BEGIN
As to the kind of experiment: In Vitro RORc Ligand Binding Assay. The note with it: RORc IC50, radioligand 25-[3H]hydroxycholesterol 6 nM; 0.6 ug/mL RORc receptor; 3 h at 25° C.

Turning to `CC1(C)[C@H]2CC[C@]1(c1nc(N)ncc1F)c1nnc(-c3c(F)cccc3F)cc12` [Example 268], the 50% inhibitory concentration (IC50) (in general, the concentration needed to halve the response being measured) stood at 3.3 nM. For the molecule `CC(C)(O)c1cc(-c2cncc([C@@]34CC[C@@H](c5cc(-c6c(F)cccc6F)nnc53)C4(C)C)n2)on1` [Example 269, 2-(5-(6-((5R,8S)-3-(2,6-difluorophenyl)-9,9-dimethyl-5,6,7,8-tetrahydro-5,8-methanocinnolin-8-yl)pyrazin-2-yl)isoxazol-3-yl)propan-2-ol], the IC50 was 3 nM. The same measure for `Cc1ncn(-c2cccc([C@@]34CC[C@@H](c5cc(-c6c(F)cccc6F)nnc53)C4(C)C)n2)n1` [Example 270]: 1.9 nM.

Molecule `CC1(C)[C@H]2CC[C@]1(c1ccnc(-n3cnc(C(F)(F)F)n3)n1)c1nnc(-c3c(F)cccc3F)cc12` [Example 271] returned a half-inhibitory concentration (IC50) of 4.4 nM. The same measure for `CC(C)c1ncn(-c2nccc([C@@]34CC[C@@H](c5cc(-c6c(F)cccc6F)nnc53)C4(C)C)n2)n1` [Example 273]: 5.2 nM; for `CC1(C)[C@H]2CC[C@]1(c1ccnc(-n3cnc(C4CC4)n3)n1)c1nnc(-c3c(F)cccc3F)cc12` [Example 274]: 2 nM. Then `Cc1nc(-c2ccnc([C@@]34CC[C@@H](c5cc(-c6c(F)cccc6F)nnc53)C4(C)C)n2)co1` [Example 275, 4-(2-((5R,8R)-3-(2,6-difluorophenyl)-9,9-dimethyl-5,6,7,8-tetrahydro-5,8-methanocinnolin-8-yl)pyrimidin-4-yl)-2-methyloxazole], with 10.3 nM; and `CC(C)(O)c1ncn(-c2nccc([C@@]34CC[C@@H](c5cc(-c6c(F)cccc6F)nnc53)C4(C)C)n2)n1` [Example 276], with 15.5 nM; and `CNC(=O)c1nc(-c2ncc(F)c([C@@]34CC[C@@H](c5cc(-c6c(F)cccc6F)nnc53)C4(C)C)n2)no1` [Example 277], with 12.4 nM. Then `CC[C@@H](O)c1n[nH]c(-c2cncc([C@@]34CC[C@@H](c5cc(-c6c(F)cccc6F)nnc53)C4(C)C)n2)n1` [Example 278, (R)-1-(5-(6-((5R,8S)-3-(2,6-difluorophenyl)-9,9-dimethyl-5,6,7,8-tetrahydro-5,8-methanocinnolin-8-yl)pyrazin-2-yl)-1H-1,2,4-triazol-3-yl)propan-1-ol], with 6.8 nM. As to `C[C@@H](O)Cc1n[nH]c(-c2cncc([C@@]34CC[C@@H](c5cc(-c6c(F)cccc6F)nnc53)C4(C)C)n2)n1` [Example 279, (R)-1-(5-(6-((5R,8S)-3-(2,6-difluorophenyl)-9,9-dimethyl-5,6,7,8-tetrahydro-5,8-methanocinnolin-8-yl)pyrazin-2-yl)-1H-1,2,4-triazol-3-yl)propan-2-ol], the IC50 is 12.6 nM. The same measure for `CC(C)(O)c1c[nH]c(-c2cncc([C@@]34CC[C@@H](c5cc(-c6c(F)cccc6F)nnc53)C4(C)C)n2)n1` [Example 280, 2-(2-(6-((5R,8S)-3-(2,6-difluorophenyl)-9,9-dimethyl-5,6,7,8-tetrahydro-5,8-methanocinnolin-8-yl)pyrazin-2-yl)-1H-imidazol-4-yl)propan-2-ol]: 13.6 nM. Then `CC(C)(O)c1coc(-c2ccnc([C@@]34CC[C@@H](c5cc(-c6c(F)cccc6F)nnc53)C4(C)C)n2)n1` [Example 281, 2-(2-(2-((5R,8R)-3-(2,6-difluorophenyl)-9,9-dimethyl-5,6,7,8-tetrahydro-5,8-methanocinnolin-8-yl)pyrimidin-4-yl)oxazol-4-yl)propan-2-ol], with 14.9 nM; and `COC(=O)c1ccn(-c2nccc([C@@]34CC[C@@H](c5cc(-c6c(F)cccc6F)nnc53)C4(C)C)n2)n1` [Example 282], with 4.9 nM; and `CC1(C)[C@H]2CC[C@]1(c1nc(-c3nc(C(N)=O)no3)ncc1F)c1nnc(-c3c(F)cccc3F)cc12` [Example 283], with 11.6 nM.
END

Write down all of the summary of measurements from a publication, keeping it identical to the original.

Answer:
As to the kind of experiment: In Vitro RORc Ligand Binding Assay. The note with it: RORc IC50, radioligand 25-[3H]hydroxycholesterol 6 nM; 0.6 ug/mL RORc receptor; 3 h at 25° C.

Turning to `CC1(C)[C@H]2CC[C@]1(c1nc(N)ncc1F)c1nnc(-c3c(F)cccc3F)cc12` [Example 268], the 50% inhibitory concentration (IC50) (in general, the concentration needed to halve the response being measured) stood at 3.3 nM. For the molecule `CC(C)(O)c1cc(-c2cncc([C@@]34CC[C@@H](c5cc(-c6c(F)cccc6F)nnc53)C4(C)C)n2)on1` [Example 269, 2-(5-(6-((5R,8S)-3-(2,6-difluorophenyl)-9,9-dimethyl-5,6,7,8-tetrahydro-5,8-methanocinnolin-8-yl)pyrazin-2-yl)isoxazol-3-yl)propan-2-ol], the IC50 was 3 nM. The same measure for `Cc1ncn(-c2cccc([C@@]34CC[C@@H](c5cc(-c6c(F)cccc6F)nnc53)C4(C)C)n2)n1` [Example 270]: 1.9 nM.

Molecule `CC1(C)[C@H]2CC[C@]1(c1ccnc(-n3cnc(C(F)(F)F)n3)n1)c1nnc(-c3c(F)cccc3F)cc12` [Example 271] returned a half-inhibitory concentration (IC50) of 4.4 nM. The same measure for `CC(C)c1ncn(-c2nccc([C@@]34CC[C@@H](c5cc(-c6c(F)cccc6F)nnc53)C4(C)C)n2)n1` [Example 273]: 5.2 nM; for `CC1(C)[C@H]2CC[C@]1(c1ccnc(-n3cnc(C4CC4)n3)n1)c1nnc(-c3c(F)cccc3F)cc12` [Example 274]: 2 nM. Then `Cc1nc(-c2ccnc([C@@]34CC[C@@H](c5cc(-c6c(F)cccc6F)nnc53)C4(C)C)n2)co1` [Example 275, 4-(2-((5R,8R)-3-(2,6-difluorophenyl)-9,9-dimethyl-5,6,7,8-tetrahydro-5,8-methanocinnolin-8-yl)pyrimidin-4-yl)-2-methyloxazole], with 10.3 nM; and `CC(C)(O)c1ncn(-c2nccc([C@@]34CC[C@@H](c5cc(-c6c(F)cccc6F)nnc53)C4(C)C)n2)n1` [Example 276], with 15.5 nM; and `CNC(=O)c1nc(-c2ncc(F)c([C@@]34CC[C@@H](c5cc(-c6c(F)cccc6F)nnc53)C4(C)C)n2)no1` [Example 277], with 12.4 nM. Then `CC[C@@H](O)c1n[nH]c(-c2cncc([C@@]34CC[C@@H](c5cc(-c6c(F)cccc6F)nnc53)C4(C)C)n2)n1` [Example 278, (R)-1-(5-(6-((5R,8S)-3-(2,6-difluorophenyl)-9,9-dimethyl-5,6,7,8-tetrahydro-5,8-methanocinnolin-8-yl)pyrazin-2-yl)-1H-1,2,4-triazol-3-yl)propan-1-ol], with 6.8 nM. As to `C[C@@H](O)Cc1n[nH]c(-c2cncc([C@@]34CC[C@@H](c5cc(-c6c(F)cccc6F)nnc53)C4(C)C)n2)n1` [Example 279, (R)-1-(5-(6-((5R,8S)-3-(2,6-difluorophenyl)-9,9-dimethyl-5,6,7,8-tetrahydro-5,8-methanocinnolin-8-yl)pyrazin-2-yl)-1H-1,2,4-triazol-3-yl)propan-2-ol], the IC50 is 12.6 nM. The same measure for `CC(C)(O)c1c[nH]c(-c2cncc([C@@]34CC[C@@H](c5cc(-c6c(F)cccc6F)nnc53)C4(C)C)n2)n1` [Example 280, 2-(2-(6-((5R,8S)-3-(2,6-difluorophenyl)-9,9-dimethyl-5,6,7,8-tetrahydro-5,8-methanocinnolin-8-yl)pyrazin-2-yl)-1H-imidazol-4-yl)propan-2-ol]: 13.6 nM. Then `CC(C)(O)c1coc(-c2ccnc([C@@]34CC[C@@H](c5cc(-c6c(F)cccc6F)nnc53)C4(C)C)n2)n1` [Example 281, 2-(2-(2-((5R,8R)-3-(2,6-difluorophenyl)-9,9-dimethyl-5,6,7,8-tetrahydro-5,8-methanocinnolin-8-yl)pyrimidin-4-yl)oxazol-4-yl)propan-2-ol], with 14.9 nM; and `COC(=O)c1ccn(-c2nccc([C@@]34CC[C@@H](c5cc(-c6c(F)cccc6F)nnc53)C4(C)C)n2)n1` [Example 282], with 4.9 nM; and `CC1(C)[C@H]2CC[C@]1(c1nc(-c3nc(C(N)=O)no3)ncc1F)c1nnc(-c3c(F)cccc3F)cc12` [Example 283], with 11.6 nM.